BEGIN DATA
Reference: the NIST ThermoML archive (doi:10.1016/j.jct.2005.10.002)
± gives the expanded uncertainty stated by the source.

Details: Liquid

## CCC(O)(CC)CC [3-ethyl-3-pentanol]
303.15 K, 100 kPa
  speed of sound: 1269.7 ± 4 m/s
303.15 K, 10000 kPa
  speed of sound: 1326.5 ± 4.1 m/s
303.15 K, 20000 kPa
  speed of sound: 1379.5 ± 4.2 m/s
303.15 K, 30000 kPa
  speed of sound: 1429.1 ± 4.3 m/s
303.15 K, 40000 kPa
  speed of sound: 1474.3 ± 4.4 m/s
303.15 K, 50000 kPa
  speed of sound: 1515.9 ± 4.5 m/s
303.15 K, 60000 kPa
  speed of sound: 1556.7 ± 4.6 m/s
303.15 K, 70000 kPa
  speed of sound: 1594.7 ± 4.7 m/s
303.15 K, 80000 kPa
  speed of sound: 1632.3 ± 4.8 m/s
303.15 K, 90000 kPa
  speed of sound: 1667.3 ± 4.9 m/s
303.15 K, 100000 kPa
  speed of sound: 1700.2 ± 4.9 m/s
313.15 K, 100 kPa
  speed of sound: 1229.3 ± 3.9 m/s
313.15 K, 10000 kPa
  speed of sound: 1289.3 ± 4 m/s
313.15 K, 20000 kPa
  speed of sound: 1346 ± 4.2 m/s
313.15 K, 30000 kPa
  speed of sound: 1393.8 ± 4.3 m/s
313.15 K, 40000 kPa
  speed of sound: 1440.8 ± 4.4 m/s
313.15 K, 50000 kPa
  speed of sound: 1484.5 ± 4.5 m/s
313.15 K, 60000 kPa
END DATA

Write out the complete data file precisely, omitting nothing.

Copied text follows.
Reference: the NIST ThermoML archive (doi:10.1016/j.jct.2005.10.002)
± gives the expanded uncertainty stated by the source.

Details: Liquid

## CCC(O)(CC)CC [3-ethyl-3-pentanol]
303.15 K, 100 kPa
  speed of sound: 1269.7 ± 4 m/s
303.15 K, 10000 kPa
  speed of sound: 1326.5 ± 4.1 m/s
303.15 K, 20000 kPa
  speed of sound: 1379.5 ± 4.2 m/s
303.15 K, 30000 kPa
  speed of sound: 1429.1 ± 4.3 m/s
303.15 K, 40000 kPa
  speed of sound: 1474.3 ± 4.4 m/s
303.15 K, 50000 kPa
  speed of sound: 1515.9 ± 4.5 m/s
303.15 K, 60000 kPa
  speed of sound: 1556.7 ± 4.6 m/s
303.15 K, 70000 kPa
  speed of sound: 1594.7 ± 4.7 m/s
303.15 K, 80000 kPa
  speed of sound: 1632.3 ± 4.8 m/s
303.15 K, 90000 kPa
  speed of sound: 1667.3 ± 4.9 m/s
303.15 K, 100000 kPa
  speed of sound: 1700.2 ± 4.9 m/s
313.15 K, 100 kPa
  speed of sound: 1229.3 ± 3.9 m/s
313.15 K, 10000 kPa
  speed of sound: 1289.3 ± 4 m/s
313.15 K, 20000 kPa
  speed of sound: 1346 ± 4.2 m/s
313.15 K, 30000 kPa
  speed of sound: 1393.8 ± 4.3 m/s
313.15 K, 40000 kPa
  speed of sound: 1440.8 ± 4.4 m/s
313.15 K, 50000 kPa
  speed of sound: 1484.5 ± 4.5 m/s
313.15 K, 60000 kPa